It’s no secret that flying isn’t the most environmentally-friendly mode of transportation.
Prior to the COVID-19 pandemic, which has led many airlines to ground their fleet, airlines accounted for approximately two per cent of annual global carbon dioxide emissions, that amount could climb even higher as more travellers take to the sky each year: approximately 4.6 billion passengers flew in 2019, up from 4.3 billion in 2018.
In Sweden, the environmental impact of flying has even spawned a phrase: flygskam, or ‘flight shame,’ denoting a desire to reduce one’s participation in air travel, as was illustrated last fall by Swedish climate activist Greta Thunberg opting to cross the Atlantic Ocean by sailboat.
However, with commercial aviation a fixture of modern life – not to mention a pillar of the travel industry – the industry’s environmental woes will require creative solutions, which includes more than just the use of fuel-efficient aircraft.
Fortunately, there’s no shortage of bright ideas when it comes to the greening of the airline sector.
With aircraft themselves – and, more specifically, the fuel they burn – being the chief cause of the industry’s CO2 emissions, regular fleet updates are an integral step for airlines in reducing their carbon footprint.
When it comes to fleet renewals, Canada’s airlines have provided a good example to the world, with Air Canada, WestJet, Air Transat and Sunwing all regularly bringing on the latest aircraft.
According to a statement by WestJet, emissions from the carrier’s fleet of Boeing Next-Generation 737 aircraft (600, 700 and 800 series) are approximately 15 to 30 per cent lower on a per seat basis than its previous fleet of 737-200 series aircraft. Little changes can also help in reducing emissions: by using winglets – small wing-tip extensions – since 2003, the carrier has reported reductions in fuel consumption by up to 2.7 per cent per flight on its 737 700 and 800-series aircraft.
Another modern aircraft, the Airbus A321neoLR, has also made an impact for Canadian airlines. According to Air Transat, the A321neoLR, when compared to previous generation Airbus aircraft, consumes more than 15 per cent less fuel and produces about 5,000 fewer tonnes of CO2 a year, while also reducing NOx emissions—which contribute to smog and acid rain— by 50 per cent.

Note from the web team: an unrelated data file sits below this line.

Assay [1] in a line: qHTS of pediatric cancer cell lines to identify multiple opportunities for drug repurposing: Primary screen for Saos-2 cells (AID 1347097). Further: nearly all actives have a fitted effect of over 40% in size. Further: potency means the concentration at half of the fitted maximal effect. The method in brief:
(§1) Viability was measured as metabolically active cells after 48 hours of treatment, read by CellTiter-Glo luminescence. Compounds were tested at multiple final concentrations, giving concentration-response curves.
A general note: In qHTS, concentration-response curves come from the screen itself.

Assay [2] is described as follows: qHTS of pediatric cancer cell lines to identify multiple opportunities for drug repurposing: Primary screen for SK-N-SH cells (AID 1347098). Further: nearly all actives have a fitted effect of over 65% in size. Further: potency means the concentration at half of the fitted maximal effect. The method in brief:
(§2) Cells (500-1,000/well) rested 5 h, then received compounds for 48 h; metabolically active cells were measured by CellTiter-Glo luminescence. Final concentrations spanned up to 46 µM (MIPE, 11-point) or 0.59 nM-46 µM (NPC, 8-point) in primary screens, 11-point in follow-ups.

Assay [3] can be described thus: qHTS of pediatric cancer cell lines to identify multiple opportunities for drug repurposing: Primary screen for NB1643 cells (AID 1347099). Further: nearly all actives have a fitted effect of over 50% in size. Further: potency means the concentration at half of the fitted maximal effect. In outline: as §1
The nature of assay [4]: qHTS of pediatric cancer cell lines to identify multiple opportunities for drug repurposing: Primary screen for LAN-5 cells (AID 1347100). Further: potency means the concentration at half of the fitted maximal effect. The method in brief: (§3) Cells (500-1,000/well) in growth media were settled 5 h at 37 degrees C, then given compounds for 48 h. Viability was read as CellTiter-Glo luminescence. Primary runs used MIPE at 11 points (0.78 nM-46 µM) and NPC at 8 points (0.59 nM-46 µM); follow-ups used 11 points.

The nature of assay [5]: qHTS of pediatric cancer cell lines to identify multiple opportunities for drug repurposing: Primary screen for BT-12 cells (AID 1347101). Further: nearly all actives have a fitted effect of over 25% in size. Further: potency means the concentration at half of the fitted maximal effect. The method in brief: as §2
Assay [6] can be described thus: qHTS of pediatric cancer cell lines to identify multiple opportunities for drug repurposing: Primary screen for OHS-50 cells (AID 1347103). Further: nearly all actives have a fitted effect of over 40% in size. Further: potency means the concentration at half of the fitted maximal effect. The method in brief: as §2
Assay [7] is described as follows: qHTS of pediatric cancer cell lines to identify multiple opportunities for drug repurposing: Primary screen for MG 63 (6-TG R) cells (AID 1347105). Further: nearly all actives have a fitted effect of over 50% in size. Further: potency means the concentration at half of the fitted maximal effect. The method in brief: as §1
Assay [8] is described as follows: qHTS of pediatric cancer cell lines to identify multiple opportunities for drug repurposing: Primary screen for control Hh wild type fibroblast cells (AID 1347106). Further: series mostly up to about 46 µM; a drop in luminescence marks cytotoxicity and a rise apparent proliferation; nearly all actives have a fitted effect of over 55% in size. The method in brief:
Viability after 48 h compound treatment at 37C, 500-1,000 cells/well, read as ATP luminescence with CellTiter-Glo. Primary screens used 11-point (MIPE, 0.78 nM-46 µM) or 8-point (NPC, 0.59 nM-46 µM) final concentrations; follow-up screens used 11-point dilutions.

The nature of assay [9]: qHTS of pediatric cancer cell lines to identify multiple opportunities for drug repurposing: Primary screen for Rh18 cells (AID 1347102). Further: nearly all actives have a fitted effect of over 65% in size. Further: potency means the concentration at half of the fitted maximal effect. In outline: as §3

And while the technology is still being perfected – with fully-electric long-haul commercial flights still many years away – many aviation companies are already hard at work on producing hybrid or fully-electric aircraft, significantly reducing fuel consumption or, in the case of the full electric models, eliminating it altogether.
For now, such aircraft are starting out small: last year, Israel-based firm Eviation displayed its nine-seat all-electric aircraft, dubbed Alice, capable of flying up to 1,040km at speeds of 440km/h at 3,000 metres
But larger hybrid and electric aircraft are waiting in the wings.
Among these are Airbus’ E-Fan X model, a hybrid aircraft which the company expects to begin testing in 2021, along with a concept for a hybrid electric version of the A320, which the manufacturer envisions taking flight sometime after 2035.
According to a 2018 study conducted by the International Air Transport Association (IATA), it’s estimated that airlines generated about 6.7 million tons of cabin waste that year.
Going a step further, an analysis of 8,400 pounds of garbage collected from 145 flights into Madrid – lead by a research team from Barcelona’s University Pompeu Fabra – determined that the trash in question consisted of 33 per cent food waste, 28 per cent cardboard and paper waste and roughly 12 per cent plastic.
While many airlines have moved – or are moving – to eliminate unnecessary single-use plastic such as straws or stir sticks, there’s still room for improvement as evidenced by the above example.
Last May, Australian carrier Qantas operated what it called the “first-ever commercial flight to produce no landfill waste,” during which approximately 1,000 single-use plastic items were substituted with sustainable alternatives or removed altogether from the flight, while alternative products used during the flight included meal containers made from sugar cane and cutlery made from crop starch, all of which is fully compostable.
This zero-waste approach has also been showcased in a concept by London-based design firm PriestmanGoode, which has created a prototype airline meal tray made of repurposed coffee grounds and husks, accompanied by dishes made of pressed wheat bran and a spork made of coconut palm wood.
Even before those airline meals reach the plane, there’s steps that can be taken to reduce the environmental impact at the food production stage.
Housed in an unassuming setting – a previously-abandoned steel mill in Newark, New Jersey – is the world’s largest vertical farm, operated by AeroFarms.
Spanning 70,000 square feet, the operation can generate up to 2 million pounds of produce each year, using an indoor hydroponic system that requires 95 per cent less water than traditional field farming methods – and at faster growth rates.
AeroFarms partnered with Singapore Airlines to supply the carrier’s recently-launched ‘farm-to-plane’ business class dining concept, aboard its Newark-Singapore route.
A similar partnership has arisen between producer Crop One Holdings and Emirates Flight Catering, which in 2018, announced a $40 million deal to build the world’s largest vertical farm in Dubai.
This article originally appeared in PAX magazine's February 2020 issue. It has been slightly modified to reflect the current COVID-19 pandemic.
Don't miss a single travel story: subscribe to PAX today!